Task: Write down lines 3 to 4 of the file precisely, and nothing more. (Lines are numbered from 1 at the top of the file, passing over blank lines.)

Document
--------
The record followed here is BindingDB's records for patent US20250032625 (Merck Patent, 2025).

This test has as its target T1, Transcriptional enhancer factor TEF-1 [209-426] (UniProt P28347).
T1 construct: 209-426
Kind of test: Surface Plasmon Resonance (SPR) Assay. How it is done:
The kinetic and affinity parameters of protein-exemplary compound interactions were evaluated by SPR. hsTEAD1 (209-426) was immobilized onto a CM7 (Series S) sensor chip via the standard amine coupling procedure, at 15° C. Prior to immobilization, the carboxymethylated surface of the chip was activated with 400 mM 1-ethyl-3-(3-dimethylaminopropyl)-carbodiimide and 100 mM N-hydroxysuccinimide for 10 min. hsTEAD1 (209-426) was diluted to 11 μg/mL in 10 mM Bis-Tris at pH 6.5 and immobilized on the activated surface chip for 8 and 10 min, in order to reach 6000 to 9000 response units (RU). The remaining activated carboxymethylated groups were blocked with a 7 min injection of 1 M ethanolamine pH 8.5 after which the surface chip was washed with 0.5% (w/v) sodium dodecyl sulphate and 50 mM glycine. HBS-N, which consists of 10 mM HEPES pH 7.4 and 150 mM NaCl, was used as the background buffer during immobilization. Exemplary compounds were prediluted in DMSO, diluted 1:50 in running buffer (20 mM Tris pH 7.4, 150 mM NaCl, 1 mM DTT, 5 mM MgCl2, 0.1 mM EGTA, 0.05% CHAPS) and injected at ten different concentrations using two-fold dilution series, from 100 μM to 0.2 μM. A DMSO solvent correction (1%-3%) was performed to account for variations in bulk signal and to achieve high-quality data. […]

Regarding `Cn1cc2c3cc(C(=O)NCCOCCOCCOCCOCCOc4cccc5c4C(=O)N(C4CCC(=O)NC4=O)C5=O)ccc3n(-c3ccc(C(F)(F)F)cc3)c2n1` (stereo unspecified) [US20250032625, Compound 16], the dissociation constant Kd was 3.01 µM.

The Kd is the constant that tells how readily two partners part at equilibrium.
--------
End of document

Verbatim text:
T1 construct: 209-426
Kind of test: Surface Plasmon Resonance (SPR) Assay. How it is done: